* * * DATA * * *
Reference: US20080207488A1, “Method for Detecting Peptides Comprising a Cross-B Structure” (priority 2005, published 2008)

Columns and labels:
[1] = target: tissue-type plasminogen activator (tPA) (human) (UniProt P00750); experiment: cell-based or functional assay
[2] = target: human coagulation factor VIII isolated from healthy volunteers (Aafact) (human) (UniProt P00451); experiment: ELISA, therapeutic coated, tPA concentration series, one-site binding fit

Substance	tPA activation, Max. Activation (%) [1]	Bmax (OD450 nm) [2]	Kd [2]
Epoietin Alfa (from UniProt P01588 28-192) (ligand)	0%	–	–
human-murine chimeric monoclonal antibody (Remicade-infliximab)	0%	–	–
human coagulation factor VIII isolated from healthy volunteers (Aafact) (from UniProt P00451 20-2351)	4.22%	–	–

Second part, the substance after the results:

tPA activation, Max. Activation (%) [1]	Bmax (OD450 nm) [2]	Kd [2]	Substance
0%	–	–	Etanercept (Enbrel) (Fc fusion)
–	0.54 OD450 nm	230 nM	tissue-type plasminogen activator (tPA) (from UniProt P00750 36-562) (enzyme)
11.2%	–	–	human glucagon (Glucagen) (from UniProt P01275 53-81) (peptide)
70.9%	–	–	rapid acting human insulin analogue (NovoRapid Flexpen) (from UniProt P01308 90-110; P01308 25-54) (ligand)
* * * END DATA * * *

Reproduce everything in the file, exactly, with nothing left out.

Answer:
Reference: US20080207488A1, “Method for Detecting Peptides Comprising a Cross-B Structure” (priority 2005, published 2008)

Columns and labels:
[1] = target: tissue-type plasminogen activator (tPA) (human) (UniProt P00750); experiment: cell-based or functional assay
[2] = target: human coagulation factor VIII isolated from healthy volunteers (Aafact) (human) (UniProt P00451); experiment: ELISA, therapeutic coated, tPA concentration series, one-site binding fit

Substance	tPA activation, Max. Activation (%) [1]	Bmax (OD450 nm) [2]	Kd [2]
Epoietin Alfa (from UniProt P01588 28-192) (ligand)	0%	–	–
human-murine chimeric monoclonal antibody (Remicade-infliximab)	0%	–	–
human coagulation factor VIII isolated from healthy volunteers (Aafact) (from UniProt P00451 20-2351)	4.22%	–	–

Second part, the substance after the results:

tPA activation, Max. Activation (%) [1]	Bmax (OD450 nm) [2]	Kd [2]	Substance
0%	–	–	Etanercept (Enbrel) (Fc fusion)
–	0.54 OD450 nm	230 nM	tissue-type plasminogen activator (tPA) (from UniProt P00750 36-562) (enzyme)
11.2%	–	–	human glucagon (Glucagen) (from UniProt P01275 53-81) (peptide)
70.9%	–	–	rapid acting human insulin analogue (NovoRapid Flexpen) (from UniProt P01308 90-110; P01308 25-54) (ligand)